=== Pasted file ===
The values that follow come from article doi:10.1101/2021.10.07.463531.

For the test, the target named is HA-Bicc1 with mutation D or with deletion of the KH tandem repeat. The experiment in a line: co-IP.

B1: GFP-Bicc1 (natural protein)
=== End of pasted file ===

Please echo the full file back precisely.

The values that follow come from article doi:10.1101/2021.10.07.463531.

For the test, the target named is HA-Bicc1 with mutation D or with deletion of the KH tandem repeat. The experiment in a line: co-IP.

B1: GFP-Bicc1 (natural protein)